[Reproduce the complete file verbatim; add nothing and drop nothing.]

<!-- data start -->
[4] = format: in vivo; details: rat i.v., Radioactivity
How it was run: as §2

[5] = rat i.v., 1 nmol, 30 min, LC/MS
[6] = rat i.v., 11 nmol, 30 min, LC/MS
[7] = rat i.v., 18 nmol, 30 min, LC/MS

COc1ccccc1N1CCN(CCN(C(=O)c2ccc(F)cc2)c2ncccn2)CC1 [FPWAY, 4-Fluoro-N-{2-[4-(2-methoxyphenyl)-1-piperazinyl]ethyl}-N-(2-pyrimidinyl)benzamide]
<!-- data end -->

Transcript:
[4] = format: in vivo; details: rat i.v., Radioactivity
How it was run: as §2

[5] = rat i.v., 1 nmol, 30 min, LC/MS
[6] = rat i.v., 11 nmol, 30 min, LC/MS
[7] = rat i.v., 18 nmol, 30 min, LC/MS

COc1ccccc1N1CCN(CCN(C(=O)c2ccc(F)cc2)c2ncccn2)CC1 [FPWAY, 4-Fluoro-N-{2-[4-(2-methoxyphenyl)-1-piperazinyl]ethyl}-N-(2-pyrimidinyl)benzamide]